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Action myoclonus-renal failure syndrome: diagnostic applications of activity-based probes and lipid analysis.

Authors
  • Gaspar, Paulo1
  • Kallemeijn, Wouter W
  • Strijland, Anneke
  • Scheij, Saskia
  • Van Eijk, Marco
  • Aten, Jan
  • Overkleeft, Herman S
  • Balreira, Andrea
  • Zunke, Friederike
  • Schwake, Michael
  • Sá Miranda, Clara
  • Aerts, Johannes M F G
  • 1 Lysosome and Peroxisome Biology Unit (UniLiPe), Institute of Molecular and Cell Biology (IBMC), University of Oporto, Oporto, Portugal. , (Portugal)
Type
Published Article
Journal
The Journal of Lipid Research
Publisher
"American Society for Biochemistry and Molecular Biology, Journal of Lipid Research"
Publication Date
Jan 01, 2014
Volume
55
Issue
1
Pages
138–145
Identifiers
DOI: 10.1194/jlr.M043802
PMID: 24212238
Source
Medline
Keywords
License
Unknown

Abstract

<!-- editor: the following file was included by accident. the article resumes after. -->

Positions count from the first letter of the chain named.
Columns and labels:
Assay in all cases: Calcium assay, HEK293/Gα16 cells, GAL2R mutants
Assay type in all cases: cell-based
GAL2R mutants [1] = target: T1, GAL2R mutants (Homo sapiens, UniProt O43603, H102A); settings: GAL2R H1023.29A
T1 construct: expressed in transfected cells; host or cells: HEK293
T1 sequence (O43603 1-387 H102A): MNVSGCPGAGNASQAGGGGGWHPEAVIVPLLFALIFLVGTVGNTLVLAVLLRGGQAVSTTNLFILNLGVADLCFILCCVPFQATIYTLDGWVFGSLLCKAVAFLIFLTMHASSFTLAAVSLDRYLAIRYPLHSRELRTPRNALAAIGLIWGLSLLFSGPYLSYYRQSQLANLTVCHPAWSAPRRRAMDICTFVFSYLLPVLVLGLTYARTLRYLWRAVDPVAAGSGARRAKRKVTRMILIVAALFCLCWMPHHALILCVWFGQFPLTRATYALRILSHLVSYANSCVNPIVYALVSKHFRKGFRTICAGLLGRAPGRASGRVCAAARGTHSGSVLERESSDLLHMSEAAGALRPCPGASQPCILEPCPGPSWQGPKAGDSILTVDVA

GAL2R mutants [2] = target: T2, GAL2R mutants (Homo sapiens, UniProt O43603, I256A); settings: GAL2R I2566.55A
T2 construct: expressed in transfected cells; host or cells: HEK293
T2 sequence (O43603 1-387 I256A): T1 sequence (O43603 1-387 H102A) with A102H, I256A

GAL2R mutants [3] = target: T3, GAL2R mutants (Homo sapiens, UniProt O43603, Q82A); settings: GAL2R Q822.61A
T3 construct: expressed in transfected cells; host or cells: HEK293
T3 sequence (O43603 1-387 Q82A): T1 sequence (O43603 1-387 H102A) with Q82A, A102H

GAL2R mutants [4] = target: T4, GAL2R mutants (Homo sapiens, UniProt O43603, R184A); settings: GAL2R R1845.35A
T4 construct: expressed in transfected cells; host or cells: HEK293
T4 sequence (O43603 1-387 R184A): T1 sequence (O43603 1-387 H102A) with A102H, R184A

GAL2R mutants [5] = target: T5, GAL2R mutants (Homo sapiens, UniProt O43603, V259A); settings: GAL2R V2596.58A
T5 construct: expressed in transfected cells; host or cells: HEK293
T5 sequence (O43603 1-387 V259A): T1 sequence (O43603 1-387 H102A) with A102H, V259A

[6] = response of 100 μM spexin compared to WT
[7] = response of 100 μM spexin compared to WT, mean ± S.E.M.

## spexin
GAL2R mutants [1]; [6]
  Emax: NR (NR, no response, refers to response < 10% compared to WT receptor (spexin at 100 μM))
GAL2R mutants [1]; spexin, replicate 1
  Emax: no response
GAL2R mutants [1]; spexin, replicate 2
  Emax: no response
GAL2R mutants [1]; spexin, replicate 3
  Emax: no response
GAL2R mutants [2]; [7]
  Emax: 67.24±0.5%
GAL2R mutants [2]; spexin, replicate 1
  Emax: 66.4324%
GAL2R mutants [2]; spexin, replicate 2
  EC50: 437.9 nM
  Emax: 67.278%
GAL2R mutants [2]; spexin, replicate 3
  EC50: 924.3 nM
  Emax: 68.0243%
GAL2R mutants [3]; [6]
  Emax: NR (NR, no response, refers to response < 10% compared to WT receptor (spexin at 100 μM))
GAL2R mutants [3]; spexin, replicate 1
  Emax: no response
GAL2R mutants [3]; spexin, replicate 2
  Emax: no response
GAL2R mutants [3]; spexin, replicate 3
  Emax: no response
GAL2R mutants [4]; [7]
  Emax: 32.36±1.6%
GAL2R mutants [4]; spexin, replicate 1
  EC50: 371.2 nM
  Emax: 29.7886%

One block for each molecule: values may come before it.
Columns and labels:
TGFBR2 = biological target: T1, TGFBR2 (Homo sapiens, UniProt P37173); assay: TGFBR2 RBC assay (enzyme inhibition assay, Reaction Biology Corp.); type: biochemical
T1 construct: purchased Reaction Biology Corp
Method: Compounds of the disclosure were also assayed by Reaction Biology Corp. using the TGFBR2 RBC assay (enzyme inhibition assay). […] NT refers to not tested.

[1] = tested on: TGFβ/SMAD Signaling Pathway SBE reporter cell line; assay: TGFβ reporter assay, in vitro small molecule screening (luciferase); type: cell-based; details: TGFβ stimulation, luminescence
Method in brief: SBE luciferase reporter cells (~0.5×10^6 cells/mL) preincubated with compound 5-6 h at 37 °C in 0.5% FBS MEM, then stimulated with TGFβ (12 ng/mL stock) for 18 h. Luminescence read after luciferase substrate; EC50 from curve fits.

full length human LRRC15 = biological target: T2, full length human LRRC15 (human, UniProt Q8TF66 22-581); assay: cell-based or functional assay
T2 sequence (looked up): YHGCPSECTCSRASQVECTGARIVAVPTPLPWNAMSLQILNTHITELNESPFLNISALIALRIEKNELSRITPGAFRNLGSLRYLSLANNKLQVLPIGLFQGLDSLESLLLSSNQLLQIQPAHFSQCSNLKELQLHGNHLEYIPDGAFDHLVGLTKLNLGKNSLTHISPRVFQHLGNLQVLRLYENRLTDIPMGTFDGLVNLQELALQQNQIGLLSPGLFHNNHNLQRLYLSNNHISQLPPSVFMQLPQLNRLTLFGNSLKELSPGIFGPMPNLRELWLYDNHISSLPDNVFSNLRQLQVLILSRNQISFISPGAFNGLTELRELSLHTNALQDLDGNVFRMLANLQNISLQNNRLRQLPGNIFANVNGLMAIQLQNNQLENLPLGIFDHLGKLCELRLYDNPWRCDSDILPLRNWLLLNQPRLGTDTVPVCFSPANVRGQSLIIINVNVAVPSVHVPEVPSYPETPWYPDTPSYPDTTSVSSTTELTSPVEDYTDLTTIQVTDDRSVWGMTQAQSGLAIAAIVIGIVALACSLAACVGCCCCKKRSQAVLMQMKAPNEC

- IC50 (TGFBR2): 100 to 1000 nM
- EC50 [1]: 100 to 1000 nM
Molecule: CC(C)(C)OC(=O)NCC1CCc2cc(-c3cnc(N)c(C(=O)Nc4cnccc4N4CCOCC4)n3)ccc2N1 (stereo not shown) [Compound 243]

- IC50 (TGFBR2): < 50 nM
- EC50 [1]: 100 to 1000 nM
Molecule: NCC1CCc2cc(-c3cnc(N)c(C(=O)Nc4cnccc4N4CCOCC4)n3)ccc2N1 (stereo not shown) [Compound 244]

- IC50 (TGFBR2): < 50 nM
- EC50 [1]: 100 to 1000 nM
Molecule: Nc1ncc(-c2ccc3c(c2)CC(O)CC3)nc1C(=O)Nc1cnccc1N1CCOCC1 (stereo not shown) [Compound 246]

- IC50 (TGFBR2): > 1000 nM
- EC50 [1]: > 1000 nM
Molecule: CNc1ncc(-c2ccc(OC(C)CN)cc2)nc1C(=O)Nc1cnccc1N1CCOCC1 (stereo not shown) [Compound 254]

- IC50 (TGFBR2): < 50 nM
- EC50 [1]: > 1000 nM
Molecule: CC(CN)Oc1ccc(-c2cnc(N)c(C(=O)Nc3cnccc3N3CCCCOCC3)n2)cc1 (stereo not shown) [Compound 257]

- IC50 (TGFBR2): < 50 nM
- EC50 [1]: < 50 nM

Lysosomal integral membrane protein-2 (LIMP2) mediates trafficking of glucocerebrosidase (GBA) to lysosomes. Deficiency of LIMP2 causes action myoclonus-renal failure syndrome (AMRF). LIMP2-deficient fibroblasts virtually lack GBA like the cells of patients with Gaucher disease (GD), a lysosomal storage disorder caused by mutations in the GBA gene. While GD is characterized by the presence of glucosylceramide-laden macrophages, AMRF patients do not show these. We studied the fate of GBA in relation to LIMP2 deficiency by employing recently designed activity-based probes labeling active GBA molecules. We demonstrate that GBA is almost absent in lysosomes of AMRF fibroblasts. However, white blood cells contain considerable amounts of residual enzyme. Consequently, AMRF patients do not acquire lipid-laden macrophages and do not show increased plasma levels of macrophage markers, such as chitotriosidase, in contrast to GD patients. We next investigated the consequences of LIMP2 deficiency with respect to plasma glycosphingolipid levels. Plasma glucosylceramide concentration was normal in the AMRF patients investigated as well as in LIMP2-deficient mice. However, a marked increase in the sphingoid base, glucosylsphingosine, was observed in AMRF patients and LIMP2-deficient mice. Our results suggest that combined measurements of chitotriosidase and glucosylsphingosine can be used for convenient differential laboratory diagnosis of GD and AMRF.

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